Saturday, March 12, 2011

Arandish Trolls

I have posted before about the various types of Trolls that exist in the Lands of Ara, therefore I will not re-post their stats here. But, in response to James Maliszewski's proposal, I will now offer some background explanation about WHY I chose to customize trolls for the Arandish Campaign.

The classic D&D troll, re-dubbed the "Hill Troll" in the Lands of Ara.

There are three main influences / factors that steered me away from using standard D&D trolls as written:

(1) Crimson Blades of AraTrolls as they appear in Ara were first conceived for a non-D&D game, i.e., my homebrewed system Crimson Blades of Ara.  The main idea put forward in CBoA that impacted my choice to expand trollkind into a whole family of related-but-different monsters was its conception of indigenous Arandish monsters vs. extraplanar, summoned ones. Trolls were one of the few indigenous Arandish monster races (along with dragons, giants, and the undead) -- and therefore seemed to need to come in many regional varieties.  In fact, CBoA sported even more trollish types than I now use in the Labyrinth Lord iteration of Ara, including (in ascending order of power) mud trolls, tree trolls, hill trolls, rock trolls, and swamp trolls.  (Maybe one day I'll stat out those first two types for Labyrinth Lord.)

(2) The works of J.R.R. Tolkien, wherein orcs, goblins, and trolls all seemed much more powerful and dangerous than they did as statted for D&D. To be fair, D&D trolls are not much like the trolls who appear in the "Roast Mutton" chapter of The Hobbit -- the former are thin, rubbery, regenerating things, while the latter are huge, ravenous, turn-to-stone-in-sunlight type things. But nevertheless I felt from an early age that trolls -- or at least some varieties of trolls -- should be more powerful and dreaded than the standard D&D troll.

(3) Tunnels and Trolls. Although I did not consciously realize this until quite recently, Ken St. Andre's Tunnels and Trolls surely influenced my outlook on trollkind.  For example, on p. 2.7.2, in the description of the troll that inhabits the included introductory adventure "Trollstone Caverns," St. Andre writes: "This is a Cave Troll of the classic type -- direct sunlight will change him into stone."  Not only does this passage align this particular troll with Tolkien's conception mentioned above (and perhaps explains why so many mythological trolls live under bridges and the like), but it subtly implies that the "Cave Troll of the classic type" is not the only type of troll available.  I could also swear that the words "rock troll" appear somewhere in the T&T rulebook, though I cannot now locate the reference.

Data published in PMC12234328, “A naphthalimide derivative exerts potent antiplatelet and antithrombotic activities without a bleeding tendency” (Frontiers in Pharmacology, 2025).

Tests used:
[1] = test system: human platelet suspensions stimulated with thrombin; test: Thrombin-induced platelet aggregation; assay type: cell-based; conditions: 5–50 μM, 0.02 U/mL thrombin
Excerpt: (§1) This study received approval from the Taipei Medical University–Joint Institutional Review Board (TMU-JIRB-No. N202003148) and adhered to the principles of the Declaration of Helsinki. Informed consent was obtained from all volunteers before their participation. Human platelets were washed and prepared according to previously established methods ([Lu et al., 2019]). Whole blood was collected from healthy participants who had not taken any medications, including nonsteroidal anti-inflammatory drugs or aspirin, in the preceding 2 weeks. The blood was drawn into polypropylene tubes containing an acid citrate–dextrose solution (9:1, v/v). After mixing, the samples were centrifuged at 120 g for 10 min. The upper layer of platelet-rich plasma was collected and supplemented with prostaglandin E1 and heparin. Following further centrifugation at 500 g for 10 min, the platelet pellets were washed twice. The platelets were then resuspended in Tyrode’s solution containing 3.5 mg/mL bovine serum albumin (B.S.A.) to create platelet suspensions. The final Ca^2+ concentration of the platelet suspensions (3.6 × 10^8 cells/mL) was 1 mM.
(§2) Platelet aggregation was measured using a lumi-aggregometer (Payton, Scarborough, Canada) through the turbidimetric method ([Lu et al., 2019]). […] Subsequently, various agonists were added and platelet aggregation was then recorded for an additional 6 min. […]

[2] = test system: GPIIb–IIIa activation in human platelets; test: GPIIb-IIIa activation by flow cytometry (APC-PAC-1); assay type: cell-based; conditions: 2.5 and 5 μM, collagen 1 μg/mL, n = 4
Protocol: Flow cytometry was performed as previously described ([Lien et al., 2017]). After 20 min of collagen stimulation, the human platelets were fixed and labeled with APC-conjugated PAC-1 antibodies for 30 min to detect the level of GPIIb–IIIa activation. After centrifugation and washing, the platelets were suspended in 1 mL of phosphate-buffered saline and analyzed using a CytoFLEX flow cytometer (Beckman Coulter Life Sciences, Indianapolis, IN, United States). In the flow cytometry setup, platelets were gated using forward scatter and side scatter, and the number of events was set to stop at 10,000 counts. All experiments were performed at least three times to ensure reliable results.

Now, where exactly I got the idea for the swamp troll and the rock troll, I do not exactly know. However, I can tell you precisely what creature from pop culture LOOKS the most like a rock troll: the H.R. Giger Alien creature.

The elongated head shape of the Alien is not quite right, nor do Arandish rock trolls have that little mouth-within-a-mouth thing, but in terms of overall stature, way of moving, and relative invulnerability, rock trolls and aliens are indeed closely related.

 The Bulette: inspiration for the Arandish Swamp Troll?

Swamp trolls, which dwell mostly in the Great Western Swamp, and which constitute the only trollish strain to eschew walking bipedally, remind me somewhat of oversized, aquatic bulettes.  A direct influence?  I cannot say now, but it is a strong possibility since bulettes are (and have always been) a particular favorite monster of mine.


  1. Bulette's are Awesome! Has anyone ever stated up the Alien for D&D?

  2. Wow, good question -- seems like someone should though. . . .

  3. I agree, I love the Bulette. I know JB stated the Predator, or so I recall.